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PWE-263 Outcomes after colorectal resection in octogenarians and nonagenarians - results of a 10 year single surgeon series
  1. AC von Roon1,
  2. AJC Ashton1,
  3. SC Mills2,
  4. PM Dawson3
  1. 1Colorectal Surgery, Imperial College Healthcare NHS Trust
  2. 2Colorectal Surgery, Chelsea and Westminster Hospital NHS Trust
  3. 3Colorectal Surgery, West Middlesex University Hospital, London, UK


Introduction Against the background of an ageing population, few data are available on surgical outcomes in the elderly. This study aimed to compare outcomes after colorectal resection for benign and malignant disease in patients aged 80 years and above and those under 80.

Method Data were prospectively recorded in a single consultant surgeon database from 2004 to 2014. The primary endpoint was in-hospital mortality. Secondary endpoints were anastomotic leak, 30-day reoperation rate, general and surgical complications, length of stay, readmission rates within 30 days and overall survival. All data were analysed using SPSS.

Results Eighty-eight of 534 patients were aged 80 years and above. Of this elderly cohort, 10 were aged 90 years and above. Median follow-up was 18 months in the elderly cohort vs. 25 months in the younger cohort (p = 0.07). Seventy-nine of 88 (89.8%) resections in the elderly cohort were for malignancy vs. 355 of 446 (79.6%) in the younger cohort (p = 0.04). A significantly higher proportion of patients in the elderly cohort had an ASA status of 3 to 5 (53/88 [60.2%] vs. 180/446 [40.4%] in the younger cohort, p < 0.0001). In-hospital mortality was non-significantly higher in the elderly group (3 of 88 [3.4%] vs. 7 of 446 [1.6%] in the younger group, p = 0.46). Anastomotic leak rates were similar (5 of 88 [5.7%] in the elderly vs. 26 of 446 [5.8%] in the younger group, p = 0.95), as were the 30-day reoperation rate (6/88 [6.8%] vs. 30/446 [6.7%], p = 0.90), general complications (7 of 88 [8.0%] vs. 44/446 [9.9%], p = 0.57), and surgical complications (6/88 [6.8%] vs. 49/446 [11.0%], p = 0.58) respectively. The median length of stay was two days longer in the elderly (12.8 days vs. 10.8 days, p = 0.06). Readmission rates were similar (1/88 [1.2%] in the elderly vs. 18/446 [4.0%], p = 0.61). The overall mean survival time was significantly shorter in the elderly compared to the younger cohort (55 vs. 98 months, p < 0.0001).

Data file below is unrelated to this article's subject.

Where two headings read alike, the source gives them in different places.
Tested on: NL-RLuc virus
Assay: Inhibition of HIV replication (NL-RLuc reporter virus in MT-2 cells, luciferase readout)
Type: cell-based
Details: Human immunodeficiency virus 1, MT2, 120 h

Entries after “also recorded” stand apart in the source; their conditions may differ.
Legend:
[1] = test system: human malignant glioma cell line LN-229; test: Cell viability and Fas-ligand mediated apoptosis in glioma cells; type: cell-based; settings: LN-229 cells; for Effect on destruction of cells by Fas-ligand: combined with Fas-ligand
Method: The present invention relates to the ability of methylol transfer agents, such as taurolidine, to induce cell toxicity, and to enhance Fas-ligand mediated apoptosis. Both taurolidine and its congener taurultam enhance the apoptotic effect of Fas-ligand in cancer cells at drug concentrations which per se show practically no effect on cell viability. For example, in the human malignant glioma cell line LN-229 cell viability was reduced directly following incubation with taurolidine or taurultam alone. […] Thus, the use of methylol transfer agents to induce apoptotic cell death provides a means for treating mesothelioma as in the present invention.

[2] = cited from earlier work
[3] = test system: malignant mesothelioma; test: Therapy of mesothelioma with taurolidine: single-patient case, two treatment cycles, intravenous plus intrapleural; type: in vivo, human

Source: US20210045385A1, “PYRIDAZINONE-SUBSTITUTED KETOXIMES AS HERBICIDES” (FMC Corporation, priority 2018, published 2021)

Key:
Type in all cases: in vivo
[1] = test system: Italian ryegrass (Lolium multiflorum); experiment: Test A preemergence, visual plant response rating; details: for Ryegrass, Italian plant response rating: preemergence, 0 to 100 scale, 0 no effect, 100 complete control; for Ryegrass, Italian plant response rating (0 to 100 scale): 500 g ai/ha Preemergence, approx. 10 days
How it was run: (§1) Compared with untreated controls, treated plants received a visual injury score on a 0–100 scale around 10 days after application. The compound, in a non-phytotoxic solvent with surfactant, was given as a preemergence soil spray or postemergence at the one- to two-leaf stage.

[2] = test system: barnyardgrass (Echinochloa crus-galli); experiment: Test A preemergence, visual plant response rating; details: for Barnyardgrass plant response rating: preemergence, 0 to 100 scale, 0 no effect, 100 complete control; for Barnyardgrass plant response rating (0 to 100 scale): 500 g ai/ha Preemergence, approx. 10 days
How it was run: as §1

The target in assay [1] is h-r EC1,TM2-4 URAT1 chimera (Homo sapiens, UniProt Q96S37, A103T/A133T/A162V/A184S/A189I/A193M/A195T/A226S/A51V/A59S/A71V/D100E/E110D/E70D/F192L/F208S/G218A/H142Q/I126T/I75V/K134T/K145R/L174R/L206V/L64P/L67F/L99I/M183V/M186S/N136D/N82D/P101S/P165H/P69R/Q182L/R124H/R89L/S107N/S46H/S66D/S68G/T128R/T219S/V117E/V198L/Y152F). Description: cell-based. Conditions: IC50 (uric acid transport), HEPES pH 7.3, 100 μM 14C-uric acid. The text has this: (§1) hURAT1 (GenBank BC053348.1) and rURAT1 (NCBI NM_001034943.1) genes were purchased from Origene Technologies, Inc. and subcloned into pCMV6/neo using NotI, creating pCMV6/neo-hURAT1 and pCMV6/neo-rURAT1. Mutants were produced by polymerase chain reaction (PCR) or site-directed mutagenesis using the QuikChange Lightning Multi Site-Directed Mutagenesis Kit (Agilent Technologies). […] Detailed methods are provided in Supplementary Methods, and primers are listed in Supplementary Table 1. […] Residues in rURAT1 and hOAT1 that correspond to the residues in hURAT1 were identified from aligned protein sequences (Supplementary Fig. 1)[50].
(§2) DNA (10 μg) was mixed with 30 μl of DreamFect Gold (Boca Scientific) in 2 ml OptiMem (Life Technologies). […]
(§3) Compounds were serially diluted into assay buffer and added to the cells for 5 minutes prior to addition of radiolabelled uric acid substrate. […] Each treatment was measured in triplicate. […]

Conclusion Elderly patients tended to have more comorbidities which were reflected in a longer hospital stay compared with the younger cohort and had poorer overall survival, which is expected in the over 80s. Other outcomes were not significantly different, suggesting that colorectal resection has acceptable outcomes in the elderly and should be considered in selected patients.

Disclosure of interest None Declared.

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